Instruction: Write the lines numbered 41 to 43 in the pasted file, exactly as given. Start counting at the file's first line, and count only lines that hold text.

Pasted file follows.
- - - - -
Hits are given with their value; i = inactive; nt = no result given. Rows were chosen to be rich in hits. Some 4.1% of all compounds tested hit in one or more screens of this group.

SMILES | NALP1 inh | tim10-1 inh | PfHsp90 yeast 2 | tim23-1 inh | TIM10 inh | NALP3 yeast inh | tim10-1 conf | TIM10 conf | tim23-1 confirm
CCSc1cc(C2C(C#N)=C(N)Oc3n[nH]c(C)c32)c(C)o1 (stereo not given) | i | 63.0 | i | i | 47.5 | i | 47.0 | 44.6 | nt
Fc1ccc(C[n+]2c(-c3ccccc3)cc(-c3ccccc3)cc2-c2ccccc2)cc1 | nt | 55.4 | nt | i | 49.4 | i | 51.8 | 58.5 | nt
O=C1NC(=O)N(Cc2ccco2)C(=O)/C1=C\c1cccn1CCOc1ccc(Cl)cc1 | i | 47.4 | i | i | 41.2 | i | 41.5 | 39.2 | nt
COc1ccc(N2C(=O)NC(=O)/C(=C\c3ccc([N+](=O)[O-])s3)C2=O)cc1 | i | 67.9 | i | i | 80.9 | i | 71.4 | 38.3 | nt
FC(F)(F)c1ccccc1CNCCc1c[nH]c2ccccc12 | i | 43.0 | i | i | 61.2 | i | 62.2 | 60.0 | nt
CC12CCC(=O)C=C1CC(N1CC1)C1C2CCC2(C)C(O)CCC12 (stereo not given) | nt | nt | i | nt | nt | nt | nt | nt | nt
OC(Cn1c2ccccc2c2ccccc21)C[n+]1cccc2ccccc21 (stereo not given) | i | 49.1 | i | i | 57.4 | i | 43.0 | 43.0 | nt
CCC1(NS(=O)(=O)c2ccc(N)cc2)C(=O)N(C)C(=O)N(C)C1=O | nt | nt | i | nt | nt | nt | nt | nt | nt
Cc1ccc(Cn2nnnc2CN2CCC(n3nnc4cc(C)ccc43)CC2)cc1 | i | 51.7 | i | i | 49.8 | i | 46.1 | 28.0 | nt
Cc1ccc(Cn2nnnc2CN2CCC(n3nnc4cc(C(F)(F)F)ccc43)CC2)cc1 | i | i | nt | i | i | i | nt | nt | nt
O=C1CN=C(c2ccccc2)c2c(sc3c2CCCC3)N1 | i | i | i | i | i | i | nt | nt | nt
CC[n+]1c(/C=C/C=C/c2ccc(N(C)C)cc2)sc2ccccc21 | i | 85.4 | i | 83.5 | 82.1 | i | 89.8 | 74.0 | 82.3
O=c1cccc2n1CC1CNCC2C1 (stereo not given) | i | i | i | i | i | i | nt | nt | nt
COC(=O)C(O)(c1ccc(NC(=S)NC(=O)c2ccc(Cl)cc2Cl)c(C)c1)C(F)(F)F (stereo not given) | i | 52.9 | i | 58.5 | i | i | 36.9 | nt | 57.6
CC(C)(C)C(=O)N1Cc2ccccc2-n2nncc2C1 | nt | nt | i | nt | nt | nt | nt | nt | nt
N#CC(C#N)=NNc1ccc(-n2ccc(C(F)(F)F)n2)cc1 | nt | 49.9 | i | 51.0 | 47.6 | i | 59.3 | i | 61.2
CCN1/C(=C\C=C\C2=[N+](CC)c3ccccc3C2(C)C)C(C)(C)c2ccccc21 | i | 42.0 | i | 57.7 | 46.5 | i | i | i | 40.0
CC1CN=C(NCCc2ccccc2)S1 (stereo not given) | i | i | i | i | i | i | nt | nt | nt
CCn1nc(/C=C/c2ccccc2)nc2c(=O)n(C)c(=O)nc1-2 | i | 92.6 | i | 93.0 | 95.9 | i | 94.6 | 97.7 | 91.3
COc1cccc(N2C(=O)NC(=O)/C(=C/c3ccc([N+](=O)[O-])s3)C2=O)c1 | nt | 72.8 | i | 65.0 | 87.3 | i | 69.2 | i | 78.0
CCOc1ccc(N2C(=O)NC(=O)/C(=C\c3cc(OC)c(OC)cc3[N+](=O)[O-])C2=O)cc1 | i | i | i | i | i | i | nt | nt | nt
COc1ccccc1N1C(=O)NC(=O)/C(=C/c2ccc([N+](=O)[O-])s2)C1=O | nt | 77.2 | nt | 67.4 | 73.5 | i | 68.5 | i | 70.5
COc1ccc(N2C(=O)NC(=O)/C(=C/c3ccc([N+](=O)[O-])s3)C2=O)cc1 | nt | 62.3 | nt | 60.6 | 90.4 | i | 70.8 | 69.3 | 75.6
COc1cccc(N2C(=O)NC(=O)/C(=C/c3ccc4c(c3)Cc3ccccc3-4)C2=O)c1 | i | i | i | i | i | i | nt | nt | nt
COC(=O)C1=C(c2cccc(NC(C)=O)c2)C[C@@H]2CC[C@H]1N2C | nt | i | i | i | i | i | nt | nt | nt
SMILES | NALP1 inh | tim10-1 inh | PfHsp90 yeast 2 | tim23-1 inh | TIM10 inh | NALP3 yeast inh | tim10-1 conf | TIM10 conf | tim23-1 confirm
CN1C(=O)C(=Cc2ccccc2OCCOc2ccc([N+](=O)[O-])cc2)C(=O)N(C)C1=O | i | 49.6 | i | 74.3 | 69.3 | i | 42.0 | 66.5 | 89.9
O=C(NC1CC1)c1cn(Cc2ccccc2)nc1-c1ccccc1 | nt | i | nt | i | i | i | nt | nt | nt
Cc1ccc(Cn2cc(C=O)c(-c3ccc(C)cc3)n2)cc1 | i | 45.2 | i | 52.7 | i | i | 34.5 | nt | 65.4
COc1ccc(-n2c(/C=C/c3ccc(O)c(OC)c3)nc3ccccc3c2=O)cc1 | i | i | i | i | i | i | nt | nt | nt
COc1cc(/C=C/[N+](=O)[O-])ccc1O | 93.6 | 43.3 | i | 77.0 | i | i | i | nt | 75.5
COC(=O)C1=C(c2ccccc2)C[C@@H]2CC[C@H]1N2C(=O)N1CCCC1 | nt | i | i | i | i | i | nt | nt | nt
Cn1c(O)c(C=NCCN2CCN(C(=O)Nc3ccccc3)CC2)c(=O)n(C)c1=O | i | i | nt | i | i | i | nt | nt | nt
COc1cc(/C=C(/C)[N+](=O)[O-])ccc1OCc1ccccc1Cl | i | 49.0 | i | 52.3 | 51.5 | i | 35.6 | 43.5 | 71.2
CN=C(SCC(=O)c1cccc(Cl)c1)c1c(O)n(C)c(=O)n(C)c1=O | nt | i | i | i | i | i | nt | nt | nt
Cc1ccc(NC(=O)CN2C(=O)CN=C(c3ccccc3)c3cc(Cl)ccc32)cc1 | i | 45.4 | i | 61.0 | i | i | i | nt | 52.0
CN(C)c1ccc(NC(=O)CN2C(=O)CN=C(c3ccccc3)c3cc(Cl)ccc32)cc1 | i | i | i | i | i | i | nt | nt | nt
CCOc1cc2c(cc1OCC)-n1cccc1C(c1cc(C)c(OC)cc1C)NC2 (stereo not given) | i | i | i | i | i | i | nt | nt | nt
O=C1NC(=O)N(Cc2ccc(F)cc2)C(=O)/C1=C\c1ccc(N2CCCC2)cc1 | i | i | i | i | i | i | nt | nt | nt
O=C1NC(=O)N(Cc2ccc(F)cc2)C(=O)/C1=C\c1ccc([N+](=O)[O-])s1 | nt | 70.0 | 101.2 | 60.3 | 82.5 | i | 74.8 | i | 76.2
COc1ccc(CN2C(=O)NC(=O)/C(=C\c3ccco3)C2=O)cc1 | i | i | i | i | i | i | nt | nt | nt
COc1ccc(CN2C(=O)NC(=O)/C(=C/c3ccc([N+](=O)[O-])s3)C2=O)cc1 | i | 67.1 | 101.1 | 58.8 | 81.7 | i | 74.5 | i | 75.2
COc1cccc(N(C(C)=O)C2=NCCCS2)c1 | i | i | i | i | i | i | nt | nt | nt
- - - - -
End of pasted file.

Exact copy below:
O=C1NC(=O)N(Cc2ccc(F)cc2)C(=O)/C1=C\c1ccc(N2CCCC2)cc1 | i | i | i | i | i | i | nt | nt | nt
O=C1NC(=O)N(Cc2ccc(F)cc2)C(=O)/C1=C\c1ccc([N+](=O)[O-])s1 | nt | 70.0 | 101.2 | 60.3 | 82.5 | i | 74.8 | i | 76.2
COc1ccc(CN2C(=O)NC(=O)/C(=C\c3ccco3)C2=O)cc1 | i | i | i | i | i | i | nt | nt | nt